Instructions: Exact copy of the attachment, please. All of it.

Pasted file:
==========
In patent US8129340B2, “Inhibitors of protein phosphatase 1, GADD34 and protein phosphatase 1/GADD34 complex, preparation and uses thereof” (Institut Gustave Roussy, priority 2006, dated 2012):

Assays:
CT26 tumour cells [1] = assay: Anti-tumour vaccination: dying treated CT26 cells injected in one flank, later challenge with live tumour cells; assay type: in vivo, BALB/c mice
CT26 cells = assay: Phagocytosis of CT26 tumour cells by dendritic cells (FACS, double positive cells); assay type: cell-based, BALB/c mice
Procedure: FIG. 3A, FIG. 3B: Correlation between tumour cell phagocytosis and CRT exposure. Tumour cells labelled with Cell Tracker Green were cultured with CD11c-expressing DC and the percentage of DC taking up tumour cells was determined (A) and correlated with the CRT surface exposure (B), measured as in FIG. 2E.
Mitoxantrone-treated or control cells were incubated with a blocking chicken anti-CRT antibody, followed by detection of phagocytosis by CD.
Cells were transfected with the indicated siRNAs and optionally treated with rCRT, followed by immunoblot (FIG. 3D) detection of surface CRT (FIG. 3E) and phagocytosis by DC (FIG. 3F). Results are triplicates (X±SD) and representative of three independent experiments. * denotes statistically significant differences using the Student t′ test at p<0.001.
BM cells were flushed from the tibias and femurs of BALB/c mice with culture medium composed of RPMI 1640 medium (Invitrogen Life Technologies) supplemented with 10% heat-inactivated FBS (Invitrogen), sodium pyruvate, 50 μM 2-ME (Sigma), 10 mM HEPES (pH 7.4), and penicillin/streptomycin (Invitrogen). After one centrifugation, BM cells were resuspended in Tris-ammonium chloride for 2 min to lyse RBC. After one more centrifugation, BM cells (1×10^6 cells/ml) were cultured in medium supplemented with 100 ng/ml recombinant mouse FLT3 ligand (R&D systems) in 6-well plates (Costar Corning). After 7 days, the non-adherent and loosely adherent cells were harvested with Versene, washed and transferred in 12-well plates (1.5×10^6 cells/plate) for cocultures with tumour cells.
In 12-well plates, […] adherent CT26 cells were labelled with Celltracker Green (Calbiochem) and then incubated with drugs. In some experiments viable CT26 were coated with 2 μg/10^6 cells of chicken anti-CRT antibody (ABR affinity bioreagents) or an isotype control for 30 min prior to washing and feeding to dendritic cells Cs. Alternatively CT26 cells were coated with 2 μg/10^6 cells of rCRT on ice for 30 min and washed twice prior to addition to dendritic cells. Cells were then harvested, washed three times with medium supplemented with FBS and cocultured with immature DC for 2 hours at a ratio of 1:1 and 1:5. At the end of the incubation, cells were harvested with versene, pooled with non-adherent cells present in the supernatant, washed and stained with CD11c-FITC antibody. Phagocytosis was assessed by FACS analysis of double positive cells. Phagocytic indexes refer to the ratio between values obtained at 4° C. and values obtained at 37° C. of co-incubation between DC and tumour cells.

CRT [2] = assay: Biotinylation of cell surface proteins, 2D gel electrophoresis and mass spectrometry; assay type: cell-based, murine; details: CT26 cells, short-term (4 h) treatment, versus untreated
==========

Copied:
In patent US8129340B2, “Inhibitors of protein phosphatase 1, GADD34 and protein phosphatase 1/GADD34 complex, preparation and uses thereof” (Institut Gustave Roussy, priority 2006, dated 2012):

Assays:
CT26 tumour cells [1] = assay: Anti-tumour vaccination: dying treated CT26 cells injected in one flank, later challenge with live tumour cells; assay type: in vivo, BALB/c mice
CT26 cells = assay: Phagocytosis of CT26 tumour cells by dendritic cells (FACS, double positive cells); assay type: cell-based, BALB/c mice
Procedure: FIG. 3A, FIG. 3B: Correlation between tumour cell phagocytosis and CRT exposure. Tumour cells labelled with Cell Tracker Green were cultured with CD11c-expressing DC and the percentage of DC taking up tumour cells was determined (A) and correlated with the CRT surface exposure (B), measured as in FIG. 2E.
Mitoxantrone-treated or control cells were incubated with a blocking chicken anti-CRT antibody, followed by detection of phagocytosis by CD.
Cells were transfected with the indicated siRNAs and optionally treated with rCRT, followed by immunoblot (FIG. 3D) detection of surface CRT (FIG. 3E) and phagocytosis by DC (FIG. 3F). Results are triplicates (X±SD) and representative of three independent experiments. * denotes statistically significant differences using the Student t′ test at p<0.001.
BM cells were flushed from the tibias and femurs of BALB/c mice with culture medium composed of RPMI 1640 medium (Invitrogen Life Technologies) supplemented with 10% heat-inactivated FBS (Invitrogen), sodium pyruvate, 50 μM 2-ME (Sigma), 10 mM HEPES (pH 7.4), and penicillin/streptomycin (Invitrogen). After one centrifugation, BM cells were resuspended in Tris-ammonium chloride for 2 min to lyse RBC. After one more centrifugation, BM cells (1×10^6 cells/ml) were cultured in medium supplemented with 100 ng/ml recombinant mouse FLT3 ligand (R&D systems) in 6-well plates (Costar Corning). After 7 days, the non-adherent and loosely adherent cells were harvested with Versene, washed and transferred in 12-well plates (1.5×10^6 cells/plate) for cocultures with tumour cells.
In 12-well plates, […] adherent CT26 cells were labelled with Celltracker Green (Calbiochem) and then incubated with drugs. In some experiments viable CT26 were coated with 2 μg/10^6 cells of chicken anti-CRT antibody (ABR affinity bioreagents) or an isotype control for 30 min prior to washing and feeding to dendritic cells Cs. Alternatively CT26 cells were coated with 2 μg/10^6 cells of rCRT on ice for 30 min and washed twice prior to addition to dendritic cells. Cells were then harvested, washed three times with medium supplemented with FBS and cocultured with immature DC for 2 hours at a ratio of 1:1 and 1:5. At the end of the incubation, cells were harvested with versene, pooled with non-adherent cells present in the supernatant, washed and stained with CD11c-FITC antibody. Phagocytosis was assessed by FACS analysis of double positive cells. Phagocytic indexes refer to the ratio between values obtained at 4° C. and values obtained at 37° C. of co-incubation between DC and tumour cells.

CRT [2] = assay: Biotinylation of cell surface proteins, 2D gel electrophoresis and mass spectrometry; assay type: cell-based, murine; details: CT26 cells, short-term (4 h) treatment, versus untreated